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Faith in action at the Monday Club Cafe

A group of people sit around a table looking at a music sheet. An elderly man shakes a jingle stick,A group of volunteers from Wendover run a hugely successful cafe every Monday, supporting people with dementia and their carers.

After setting up Wendover Dementia Support in 2019, an award-winning charity founded by local GP Dr Philippa Moreton, a small team of volunteers launched the Monday Club Cafe. Each week, people with dementia and their carers are welcomed to Wendover Christian Centre for refreshments, activities and live music. Visitors are offered entertainment ranging from flower arranging to an interactive projection table and, most importantly, warm conversations with the volunteers in a comfortable setting .

Run by Sylvia Oram and a team drawn from the local community and St Mary's Church, the cafe started by supporting five families. Now they support up to 50 and run two separate cafe sessions each week.

Advice and coaching

A group of four elderly people hold hands and dance together in a circle. The room they are in is decorated with colourful buntingBefore each session, the team sit down to discuss each attendee, exploring what went well and what could be improved upon from their last visit. The volunteers all underwent specialist training before embarking on the project, to ensure they are fully equipped to offer support tailored to each individual's needs. From how guests should be greeted to reflecting on feedback from carers, the sessions are planned with the utmost care to ensure support is delivered confidently and safely.

A second room at the cafe allows space for confidential one-to-one meetings between visitors or carers and a senior volunteer, who can provide a listening ear and help explore appropriate strategies in difficult times. Where necessary, the volunteers can help those in need access relevant services, and the team also offer home visits or Zoom meetings if the wider family needs consulting on a matter. 

It's a part of their service that's being taken up with increasing frequency. One visitor said;

“My mother had had a very difficult week with my father... We spent nearly an hour with one of the senior volunteers, who was so helpful and supportive. She suggested things we would never have thought of and even sent us a follow-up email as a summary of our discussion. Things did improve and now we know there is always that support and advice there – such a comfort.”

"Walking into a huge hug"

The care of the volunteers is rewarded with a clear joy from cafe visitors, and it's apparent that the sessions provide huge value to both guests with dementia and their carers. One regular visitor describes the cafe as "walking into a huge hug."

Jane, who attends the cafe with her husband, who has Alzheimer's, says;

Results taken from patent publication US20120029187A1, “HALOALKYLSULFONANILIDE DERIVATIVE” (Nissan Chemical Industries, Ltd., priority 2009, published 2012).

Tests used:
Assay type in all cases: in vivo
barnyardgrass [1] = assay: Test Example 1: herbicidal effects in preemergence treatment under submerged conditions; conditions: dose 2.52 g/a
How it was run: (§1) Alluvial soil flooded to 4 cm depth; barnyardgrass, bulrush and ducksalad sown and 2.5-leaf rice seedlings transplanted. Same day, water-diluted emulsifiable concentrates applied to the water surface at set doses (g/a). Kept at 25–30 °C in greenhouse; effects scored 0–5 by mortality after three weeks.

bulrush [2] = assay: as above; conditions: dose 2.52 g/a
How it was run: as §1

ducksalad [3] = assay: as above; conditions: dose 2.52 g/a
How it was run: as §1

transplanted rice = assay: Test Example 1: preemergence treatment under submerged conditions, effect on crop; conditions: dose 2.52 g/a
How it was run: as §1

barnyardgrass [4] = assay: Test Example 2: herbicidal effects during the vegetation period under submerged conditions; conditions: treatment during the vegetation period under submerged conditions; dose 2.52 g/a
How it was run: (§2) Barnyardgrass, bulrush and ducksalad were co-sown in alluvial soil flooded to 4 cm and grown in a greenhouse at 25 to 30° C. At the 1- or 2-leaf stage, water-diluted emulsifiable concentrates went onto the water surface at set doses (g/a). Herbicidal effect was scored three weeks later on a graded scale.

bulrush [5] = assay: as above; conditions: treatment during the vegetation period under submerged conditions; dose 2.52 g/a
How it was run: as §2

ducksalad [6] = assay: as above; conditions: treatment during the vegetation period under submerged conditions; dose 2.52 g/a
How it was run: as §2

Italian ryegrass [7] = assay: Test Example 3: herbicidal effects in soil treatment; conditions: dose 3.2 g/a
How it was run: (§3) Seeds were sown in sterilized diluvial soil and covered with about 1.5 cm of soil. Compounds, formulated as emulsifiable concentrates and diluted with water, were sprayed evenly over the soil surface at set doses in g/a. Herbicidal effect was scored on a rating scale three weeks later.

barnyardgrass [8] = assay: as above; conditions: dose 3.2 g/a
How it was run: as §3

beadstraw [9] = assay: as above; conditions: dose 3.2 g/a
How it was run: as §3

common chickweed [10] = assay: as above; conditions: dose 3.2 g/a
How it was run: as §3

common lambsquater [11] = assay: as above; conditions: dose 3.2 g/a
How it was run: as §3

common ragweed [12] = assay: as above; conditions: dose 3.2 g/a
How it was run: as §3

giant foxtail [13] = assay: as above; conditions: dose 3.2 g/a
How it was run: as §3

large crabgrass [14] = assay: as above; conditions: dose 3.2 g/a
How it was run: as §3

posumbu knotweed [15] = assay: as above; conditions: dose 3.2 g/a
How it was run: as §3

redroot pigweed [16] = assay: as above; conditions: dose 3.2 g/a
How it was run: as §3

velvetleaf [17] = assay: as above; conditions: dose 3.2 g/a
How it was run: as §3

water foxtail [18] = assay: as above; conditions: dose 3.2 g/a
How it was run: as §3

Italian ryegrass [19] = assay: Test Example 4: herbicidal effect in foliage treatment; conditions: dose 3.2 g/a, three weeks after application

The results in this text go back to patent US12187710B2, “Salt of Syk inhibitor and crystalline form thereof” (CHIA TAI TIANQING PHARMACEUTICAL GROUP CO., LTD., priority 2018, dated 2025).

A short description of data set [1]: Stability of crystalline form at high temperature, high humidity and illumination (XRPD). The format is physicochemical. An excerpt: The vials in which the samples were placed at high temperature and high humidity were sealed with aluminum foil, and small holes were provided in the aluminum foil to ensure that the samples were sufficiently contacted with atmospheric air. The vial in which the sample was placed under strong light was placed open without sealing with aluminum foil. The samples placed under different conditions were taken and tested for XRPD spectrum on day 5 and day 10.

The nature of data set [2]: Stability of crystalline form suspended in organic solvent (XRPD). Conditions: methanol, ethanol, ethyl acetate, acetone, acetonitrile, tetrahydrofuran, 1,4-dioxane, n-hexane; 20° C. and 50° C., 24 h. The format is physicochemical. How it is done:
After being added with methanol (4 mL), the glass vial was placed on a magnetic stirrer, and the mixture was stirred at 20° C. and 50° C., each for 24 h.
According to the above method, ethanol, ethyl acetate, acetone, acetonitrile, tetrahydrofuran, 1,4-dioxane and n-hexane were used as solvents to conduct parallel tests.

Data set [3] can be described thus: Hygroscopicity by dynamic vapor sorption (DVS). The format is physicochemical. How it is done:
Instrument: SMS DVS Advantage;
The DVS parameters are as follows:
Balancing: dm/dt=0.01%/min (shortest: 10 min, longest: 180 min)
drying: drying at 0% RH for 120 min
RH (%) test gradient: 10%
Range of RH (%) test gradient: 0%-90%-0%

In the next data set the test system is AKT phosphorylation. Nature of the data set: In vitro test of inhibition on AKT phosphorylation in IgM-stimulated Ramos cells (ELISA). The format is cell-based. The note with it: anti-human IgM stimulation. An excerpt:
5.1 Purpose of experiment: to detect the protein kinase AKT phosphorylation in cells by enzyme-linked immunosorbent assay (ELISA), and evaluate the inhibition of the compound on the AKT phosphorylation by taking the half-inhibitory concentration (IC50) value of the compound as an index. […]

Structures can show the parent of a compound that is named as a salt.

"This place has saved us. It's amazing. We look forward every week to Mondays and love coming here."

"Everyone is so kind, and he's happy when he knows he's coming here. So can I just say thank you to everyone here."

The highlight of each cafe session comes at the end with live music and a singalong - sometimes with spontaneous dancing too. Music can be transformative to people with dementia, often evoking strong memories and emotions. Visitors are provided with song sheets and encouraged to sing, play instruments and dance along to tunes they know and love. In one session, a visitor sang a moving solo verse of Edelweiss, and a group joyfully danced together as they sang When You're Smiling.

Volunteers of the Year

A group of people sit in a circle talking. A woman is looking to her right and smiling at the woman speakingDuring lockdowns, though the cafe had to pause, the team were committed to continuing their services. Founder Dr Philippa Moreton describes how many people found all their usual avenues of support vanished overnight when Covid struck.

"What I'm really proud of is that instead of just saying 'well we can't do anything,' we transformed our service and made sure all our families were supported. We phoned them every week, we provided newsletters, we did doorstop visits, we did Zoom meetings with the family. We did an awful lot during the pandemic because they were in such trouble."

Wendover Parish Council recognised the dedication of the charity, and they were awarded a Volunteer of the Year award for 2020.

Memory trail

The pandemic hasn't curtailed Wendover Dementia Support's plans for the future. This month, in partnership with the Arts Society Chiltern, a memory-friendly trail is being launched around St Mary's Church. 

Small groups of people with dementia and their carers can follow the trail with support from cafe volunteers, and the trail is enhanced with music throughout. Sylvia says;

"The reason for choosing the church as a memory trail is that many people with failing memories are of an age that would have involved them with churches from early childhood and on through later years. It is designed to encourage tactile and sensory activity.”


Interested in setting up your own Dementia Cafe?

In a special How to... video, see the cafe in action and hear from Sylvia as she shares the first steps to starting a cafe in your own area.

Page last updated: Thursday 24th March 2022 12:32 PM
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